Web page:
UT Art Education Alumna on finding her true path, the creation of SAGE Studio & Gallery and providing a safe space for artists with disabilities
On a trip to San Francisco where she visited Creativity Explored, one of the oldest art studios in the country for artists with intellectual and developmental disabilities (IDD), UT alumna Katie Stahl (MA in Art Education, 2013) felt the gears clicking into place. Returning to Austin, Stahl made the decision to switch careers into the arts field, a decision that would eventually lead her down a road to found SAGE Studio, an art gallery and studio for artists with disabilities, in 2016.
The Department of Art and Art History spoke with Stahl about finding her true path, the creation of SAGE and providing a safe space for artists with disabilities.
AAH: Which came first for you: your involvement and work with persons with intellectual and developmental disabilities or your work with artists?
Katie Stahl: I grew up making art, and in college I did student teaching in an elementary art classroom and taught art at a summer camp in Maine. I majored in psychology and did a year and a half in a graduate program in child psychology at UT before realizing it wasn't the right fit. After I left the program, I discovered the field of disability arts on a trip to San Francisco, where I visited Creativity Explored. I was blown away by the incredible art I saw and the artists I met. When I got back to Austin, I made the decision to pursue a career in the field. I applied to the Art Education graduate program at UT and began to volunteer at the Arc of the Arts, an art-based day-habilitation program in Austin that serves adults with IDD, where I eventually became an art instructor. My final year at UT, I had the opportunity to write my graduate thesis on Creativity Explored and best practices in progressive art studios that serve artists with disabilities.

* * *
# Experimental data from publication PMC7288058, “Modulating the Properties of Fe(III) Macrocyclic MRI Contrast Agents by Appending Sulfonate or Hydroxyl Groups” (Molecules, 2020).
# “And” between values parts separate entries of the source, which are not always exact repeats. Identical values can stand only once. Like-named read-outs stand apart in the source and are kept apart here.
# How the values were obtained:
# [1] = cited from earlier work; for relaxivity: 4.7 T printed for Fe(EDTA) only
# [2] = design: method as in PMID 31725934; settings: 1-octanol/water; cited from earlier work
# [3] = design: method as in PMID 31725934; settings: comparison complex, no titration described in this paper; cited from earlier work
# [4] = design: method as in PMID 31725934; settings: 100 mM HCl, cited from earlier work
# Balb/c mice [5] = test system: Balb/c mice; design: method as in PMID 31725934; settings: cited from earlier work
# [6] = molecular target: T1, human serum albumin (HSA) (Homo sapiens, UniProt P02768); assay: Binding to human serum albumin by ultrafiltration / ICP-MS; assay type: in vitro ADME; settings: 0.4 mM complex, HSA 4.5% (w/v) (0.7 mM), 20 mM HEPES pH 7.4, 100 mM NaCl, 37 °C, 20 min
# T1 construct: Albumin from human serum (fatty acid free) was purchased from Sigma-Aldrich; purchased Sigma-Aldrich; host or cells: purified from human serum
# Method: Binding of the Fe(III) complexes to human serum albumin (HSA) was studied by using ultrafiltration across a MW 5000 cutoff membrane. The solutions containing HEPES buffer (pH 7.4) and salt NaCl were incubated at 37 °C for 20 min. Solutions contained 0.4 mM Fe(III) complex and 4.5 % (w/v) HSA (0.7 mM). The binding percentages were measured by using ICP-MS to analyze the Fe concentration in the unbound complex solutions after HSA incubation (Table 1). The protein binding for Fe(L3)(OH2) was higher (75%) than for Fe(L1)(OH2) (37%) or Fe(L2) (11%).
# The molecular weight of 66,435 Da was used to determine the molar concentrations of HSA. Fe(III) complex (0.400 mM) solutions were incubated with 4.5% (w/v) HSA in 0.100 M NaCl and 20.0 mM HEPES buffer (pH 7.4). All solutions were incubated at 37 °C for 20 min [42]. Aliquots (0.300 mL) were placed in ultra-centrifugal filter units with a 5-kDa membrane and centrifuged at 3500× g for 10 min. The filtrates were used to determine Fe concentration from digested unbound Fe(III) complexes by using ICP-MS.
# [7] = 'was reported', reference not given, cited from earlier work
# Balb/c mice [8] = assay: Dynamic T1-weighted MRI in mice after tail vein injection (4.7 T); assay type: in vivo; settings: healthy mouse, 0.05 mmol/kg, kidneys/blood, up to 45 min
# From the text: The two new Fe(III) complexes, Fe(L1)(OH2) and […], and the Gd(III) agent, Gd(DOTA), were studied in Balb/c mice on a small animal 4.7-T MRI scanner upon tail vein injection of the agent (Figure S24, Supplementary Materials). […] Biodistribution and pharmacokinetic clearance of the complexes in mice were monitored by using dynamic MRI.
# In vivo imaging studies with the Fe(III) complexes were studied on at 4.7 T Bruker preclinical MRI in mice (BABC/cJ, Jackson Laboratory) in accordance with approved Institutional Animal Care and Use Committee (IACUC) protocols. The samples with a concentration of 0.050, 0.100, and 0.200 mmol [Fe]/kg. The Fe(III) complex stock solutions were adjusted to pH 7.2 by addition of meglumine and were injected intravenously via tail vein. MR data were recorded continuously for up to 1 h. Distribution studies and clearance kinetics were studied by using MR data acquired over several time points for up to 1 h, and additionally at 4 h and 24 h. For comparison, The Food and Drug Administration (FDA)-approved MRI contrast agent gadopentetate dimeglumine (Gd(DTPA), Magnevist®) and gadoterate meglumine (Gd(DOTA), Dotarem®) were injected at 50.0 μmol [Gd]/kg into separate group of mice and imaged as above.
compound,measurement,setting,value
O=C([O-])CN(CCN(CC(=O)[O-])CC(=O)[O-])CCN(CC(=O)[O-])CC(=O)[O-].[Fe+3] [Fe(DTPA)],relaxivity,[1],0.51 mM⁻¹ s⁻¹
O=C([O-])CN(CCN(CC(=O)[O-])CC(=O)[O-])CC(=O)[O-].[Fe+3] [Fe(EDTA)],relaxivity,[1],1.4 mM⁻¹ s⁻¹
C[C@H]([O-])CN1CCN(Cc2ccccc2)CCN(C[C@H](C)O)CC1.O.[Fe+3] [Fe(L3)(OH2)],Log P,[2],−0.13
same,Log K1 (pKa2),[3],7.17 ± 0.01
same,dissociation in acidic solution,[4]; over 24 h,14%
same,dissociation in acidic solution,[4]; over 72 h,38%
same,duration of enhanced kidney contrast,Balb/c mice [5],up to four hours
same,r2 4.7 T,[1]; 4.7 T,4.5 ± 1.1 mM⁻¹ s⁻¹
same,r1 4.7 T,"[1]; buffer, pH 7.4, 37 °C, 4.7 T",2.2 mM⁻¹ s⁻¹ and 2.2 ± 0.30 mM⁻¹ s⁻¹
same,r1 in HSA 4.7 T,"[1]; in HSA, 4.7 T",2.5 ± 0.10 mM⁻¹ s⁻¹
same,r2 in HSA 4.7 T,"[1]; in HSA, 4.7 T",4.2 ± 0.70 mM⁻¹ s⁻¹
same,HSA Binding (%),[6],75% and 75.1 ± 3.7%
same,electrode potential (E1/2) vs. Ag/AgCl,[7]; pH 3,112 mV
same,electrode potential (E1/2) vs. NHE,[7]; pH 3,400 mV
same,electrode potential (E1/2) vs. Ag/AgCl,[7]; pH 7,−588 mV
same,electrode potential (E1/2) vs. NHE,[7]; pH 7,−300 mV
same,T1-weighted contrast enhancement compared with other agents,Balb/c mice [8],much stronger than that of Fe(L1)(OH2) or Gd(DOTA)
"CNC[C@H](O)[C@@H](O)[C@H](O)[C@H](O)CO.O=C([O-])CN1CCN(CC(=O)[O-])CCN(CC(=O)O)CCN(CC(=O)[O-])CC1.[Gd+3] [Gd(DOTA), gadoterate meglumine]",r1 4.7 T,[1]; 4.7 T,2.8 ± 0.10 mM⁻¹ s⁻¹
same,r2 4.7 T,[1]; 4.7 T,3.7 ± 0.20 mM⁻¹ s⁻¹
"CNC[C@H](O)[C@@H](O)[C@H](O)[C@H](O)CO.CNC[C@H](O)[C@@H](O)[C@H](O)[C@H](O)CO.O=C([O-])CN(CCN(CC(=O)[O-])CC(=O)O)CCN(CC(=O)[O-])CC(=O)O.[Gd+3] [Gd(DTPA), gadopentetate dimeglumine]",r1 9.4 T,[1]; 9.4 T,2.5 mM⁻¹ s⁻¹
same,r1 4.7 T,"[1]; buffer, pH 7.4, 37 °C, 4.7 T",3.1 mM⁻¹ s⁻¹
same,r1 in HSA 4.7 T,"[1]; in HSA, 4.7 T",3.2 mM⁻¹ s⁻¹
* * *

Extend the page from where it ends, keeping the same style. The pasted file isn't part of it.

AAH: How did SAGE come to fruition?
KS: My now partner Lucy Gross and I met in 2013 at the Arc, a fantastic program similar to Creativity Explored. Lucy and I realized early on that we have a similar aesthetic and gravitate toward the same artists, and after we both left the Arc in 2015, we spent the next couple of years daydreaming about opening our own studio and gallery that would focus on supporting artists with disabilities on their path to becoming working artists.